She was excited as she tore a hand knitted scarf from around her fat neck as the snow piled into her big mouth with such little effort on her part. Such treats of the gods rarely occur here in early December. This is one of the few places on earth where true Christmas snow comes down—snow formed not with salty ocean water—but crystal clear, fresh, lake water snow – magnetic snow—flakes that sometimes cause the testosterone levels in little girls to develop at unusual levels. This snow out of Santa’s back yard sometimes creates a chemical reaction in little brains exposed digestively to such wonders. The crystals sometimes cause sexual identity to flip and move around just like true magnetic north on the map inside the developing bodies of exposed subjects, like little Susan Bear.
It’s no shock that she grew up to become the Central District Manager of a Walmart superstore in nearby Huntingdon—the job of playing Santa was in her blood nearly all her life. Susan developed facial hair when she was just sixteen—a true sign that one has been frozen by the grasp of that great north wind. Who better to play Santa than a woman who looks, at the age of fifty, just like Old Man winter? No one East of the steel mills of Pittsburg is tougher than her—the woman who makes possible nearly every present under every tree in these parts—the patron saint of shoppers—Susan Bear—the management of Walmart, the new Santa of this new ice age of Christmas we all seem so frozen to.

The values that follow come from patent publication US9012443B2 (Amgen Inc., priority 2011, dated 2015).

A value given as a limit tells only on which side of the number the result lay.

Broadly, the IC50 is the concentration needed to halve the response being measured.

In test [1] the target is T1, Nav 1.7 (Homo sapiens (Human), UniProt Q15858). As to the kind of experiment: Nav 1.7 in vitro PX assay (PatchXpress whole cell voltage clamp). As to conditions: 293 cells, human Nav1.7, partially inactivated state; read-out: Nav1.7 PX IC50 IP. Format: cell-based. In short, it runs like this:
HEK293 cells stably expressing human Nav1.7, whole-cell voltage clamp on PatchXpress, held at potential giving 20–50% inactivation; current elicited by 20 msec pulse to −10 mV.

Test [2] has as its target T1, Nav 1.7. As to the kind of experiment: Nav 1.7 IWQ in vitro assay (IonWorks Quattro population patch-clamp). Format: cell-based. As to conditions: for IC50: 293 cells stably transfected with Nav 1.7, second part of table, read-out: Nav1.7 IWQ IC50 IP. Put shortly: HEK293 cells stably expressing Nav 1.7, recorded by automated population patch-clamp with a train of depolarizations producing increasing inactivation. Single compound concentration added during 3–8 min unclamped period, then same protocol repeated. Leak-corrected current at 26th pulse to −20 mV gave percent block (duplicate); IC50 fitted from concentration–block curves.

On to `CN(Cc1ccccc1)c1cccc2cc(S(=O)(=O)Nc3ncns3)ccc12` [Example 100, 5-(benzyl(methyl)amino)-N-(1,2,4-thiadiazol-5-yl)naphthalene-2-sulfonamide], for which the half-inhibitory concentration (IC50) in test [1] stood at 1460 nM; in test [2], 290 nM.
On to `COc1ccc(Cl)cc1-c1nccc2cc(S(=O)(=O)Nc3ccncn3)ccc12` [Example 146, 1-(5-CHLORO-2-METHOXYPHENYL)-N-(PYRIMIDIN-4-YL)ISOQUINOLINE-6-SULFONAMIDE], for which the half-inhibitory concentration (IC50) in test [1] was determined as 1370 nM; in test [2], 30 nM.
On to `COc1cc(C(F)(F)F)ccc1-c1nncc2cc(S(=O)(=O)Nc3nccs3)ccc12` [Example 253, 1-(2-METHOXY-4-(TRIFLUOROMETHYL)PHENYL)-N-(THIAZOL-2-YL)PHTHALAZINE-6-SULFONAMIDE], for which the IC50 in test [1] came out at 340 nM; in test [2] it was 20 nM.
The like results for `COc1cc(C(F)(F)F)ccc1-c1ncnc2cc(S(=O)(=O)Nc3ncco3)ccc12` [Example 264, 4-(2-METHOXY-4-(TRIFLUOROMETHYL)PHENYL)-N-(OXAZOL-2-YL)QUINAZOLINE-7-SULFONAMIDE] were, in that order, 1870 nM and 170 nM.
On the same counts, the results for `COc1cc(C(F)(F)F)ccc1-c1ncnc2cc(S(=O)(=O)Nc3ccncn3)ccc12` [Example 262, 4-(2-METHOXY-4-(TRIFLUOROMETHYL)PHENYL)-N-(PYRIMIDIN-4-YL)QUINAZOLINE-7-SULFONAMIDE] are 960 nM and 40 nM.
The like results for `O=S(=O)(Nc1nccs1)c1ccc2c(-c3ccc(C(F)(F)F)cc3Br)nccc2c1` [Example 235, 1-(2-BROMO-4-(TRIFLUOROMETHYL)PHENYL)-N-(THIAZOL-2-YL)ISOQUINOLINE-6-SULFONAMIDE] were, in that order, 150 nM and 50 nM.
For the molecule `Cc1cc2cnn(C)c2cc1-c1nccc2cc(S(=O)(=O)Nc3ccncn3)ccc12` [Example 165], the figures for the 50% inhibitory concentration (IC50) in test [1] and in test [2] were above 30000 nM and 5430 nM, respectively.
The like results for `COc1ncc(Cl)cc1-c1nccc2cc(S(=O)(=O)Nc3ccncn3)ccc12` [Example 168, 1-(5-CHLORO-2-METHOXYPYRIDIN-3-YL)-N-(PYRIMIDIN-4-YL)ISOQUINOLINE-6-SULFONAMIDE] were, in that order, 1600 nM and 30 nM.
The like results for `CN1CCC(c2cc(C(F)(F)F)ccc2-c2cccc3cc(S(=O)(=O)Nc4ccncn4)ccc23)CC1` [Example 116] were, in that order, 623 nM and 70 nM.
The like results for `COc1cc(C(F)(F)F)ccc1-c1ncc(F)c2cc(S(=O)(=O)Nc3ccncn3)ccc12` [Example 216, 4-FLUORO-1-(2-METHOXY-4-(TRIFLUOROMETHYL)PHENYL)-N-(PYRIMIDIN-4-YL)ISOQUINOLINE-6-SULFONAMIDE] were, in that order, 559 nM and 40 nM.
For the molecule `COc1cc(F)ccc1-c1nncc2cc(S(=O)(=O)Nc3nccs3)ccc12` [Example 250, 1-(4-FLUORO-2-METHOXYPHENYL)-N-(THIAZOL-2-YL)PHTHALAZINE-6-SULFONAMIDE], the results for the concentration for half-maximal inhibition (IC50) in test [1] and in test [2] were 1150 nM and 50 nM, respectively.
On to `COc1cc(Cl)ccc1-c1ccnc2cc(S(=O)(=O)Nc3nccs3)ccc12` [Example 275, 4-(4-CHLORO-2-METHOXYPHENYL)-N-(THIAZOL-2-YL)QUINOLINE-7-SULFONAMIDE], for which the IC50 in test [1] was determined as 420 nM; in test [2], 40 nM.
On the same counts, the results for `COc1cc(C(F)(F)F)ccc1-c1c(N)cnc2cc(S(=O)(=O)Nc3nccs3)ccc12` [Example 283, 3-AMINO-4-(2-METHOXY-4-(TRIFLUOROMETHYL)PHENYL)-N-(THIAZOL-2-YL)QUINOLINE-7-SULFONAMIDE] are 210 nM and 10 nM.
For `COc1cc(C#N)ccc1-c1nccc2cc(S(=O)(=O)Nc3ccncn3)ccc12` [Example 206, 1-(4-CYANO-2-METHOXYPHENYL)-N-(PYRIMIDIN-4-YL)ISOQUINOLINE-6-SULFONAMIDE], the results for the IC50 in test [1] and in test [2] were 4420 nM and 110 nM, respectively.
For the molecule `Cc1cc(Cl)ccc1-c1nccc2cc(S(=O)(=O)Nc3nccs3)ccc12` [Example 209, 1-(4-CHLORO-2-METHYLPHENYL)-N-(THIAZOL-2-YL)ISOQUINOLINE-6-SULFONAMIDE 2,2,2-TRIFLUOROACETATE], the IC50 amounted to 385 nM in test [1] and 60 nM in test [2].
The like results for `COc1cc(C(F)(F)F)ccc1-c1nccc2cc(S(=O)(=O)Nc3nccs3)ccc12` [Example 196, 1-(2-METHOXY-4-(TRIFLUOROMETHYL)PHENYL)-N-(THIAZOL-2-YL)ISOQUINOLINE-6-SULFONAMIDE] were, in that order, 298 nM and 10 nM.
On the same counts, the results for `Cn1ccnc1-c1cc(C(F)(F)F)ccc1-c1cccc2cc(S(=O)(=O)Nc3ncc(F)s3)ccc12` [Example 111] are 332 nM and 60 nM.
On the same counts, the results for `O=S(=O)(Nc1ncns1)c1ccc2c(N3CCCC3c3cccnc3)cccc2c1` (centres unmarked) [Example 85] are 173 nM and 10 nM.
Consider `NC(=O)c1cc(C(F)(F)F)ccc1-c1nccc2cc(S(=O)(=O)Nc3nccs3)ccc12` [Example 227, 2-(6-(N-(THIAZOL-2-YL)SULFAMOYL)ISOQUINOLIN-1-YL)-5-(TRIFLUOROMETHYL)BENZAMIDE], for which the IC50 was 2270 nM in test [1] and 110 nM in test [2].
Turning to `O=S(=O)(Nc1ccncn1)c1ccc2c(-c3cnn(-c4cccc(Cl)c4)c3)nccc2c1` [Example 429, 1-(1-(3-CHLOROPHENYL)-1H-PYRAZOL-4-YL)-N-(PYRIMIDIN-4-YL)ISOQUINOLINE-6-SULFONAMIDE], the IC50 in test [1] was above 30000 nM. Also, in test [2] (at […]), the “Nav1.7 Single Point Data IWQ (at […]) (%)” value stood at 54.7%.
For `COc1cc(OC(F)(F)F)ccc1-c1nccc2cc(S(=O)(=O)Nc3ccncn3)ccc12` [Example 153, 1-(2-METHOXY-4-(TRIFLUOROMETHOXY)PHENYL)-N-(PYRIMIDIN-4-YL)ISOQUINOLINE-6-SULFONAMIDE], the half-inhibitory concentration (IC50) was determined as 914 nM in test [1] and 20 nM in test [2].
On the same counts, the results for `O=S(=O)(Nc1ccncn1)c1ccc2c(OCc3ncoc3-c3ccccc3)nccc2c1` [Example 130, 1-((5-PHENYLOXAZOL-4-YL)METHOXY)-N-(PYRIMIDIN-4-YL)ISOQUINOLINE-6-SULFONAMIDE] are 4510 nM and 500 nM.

“A good-paying job at Walmart is better than a poke in the eye with a dirty-stick,” Susan Bear jokingly remarked to the man under her command at the super-store, years after a most fateful day, during a blizzard, when she, as a little girl, had been warned by God that she would never grow up to be a trucker, as was her only real wish in life, at the age of nine.

Billy Emerson, a man under her decades later, was partially retired, living on a generous pension from the Pennsylvania Department of Transportation, or ‘Penndot’, as it is known to people in places like Breezewood, and was not the ideal, seasoned worker for a place like the new Walmart store in Huntingdon. Susan Bear, head of maintenance and customer satisfaction, had no time to listen to some over-the-hill line-worker brag about his life-long medical benefits from the state and how enjoyable it was going to be to have not only another good woman, but a job that he planned to keep for five or six years, just for the extra spending money—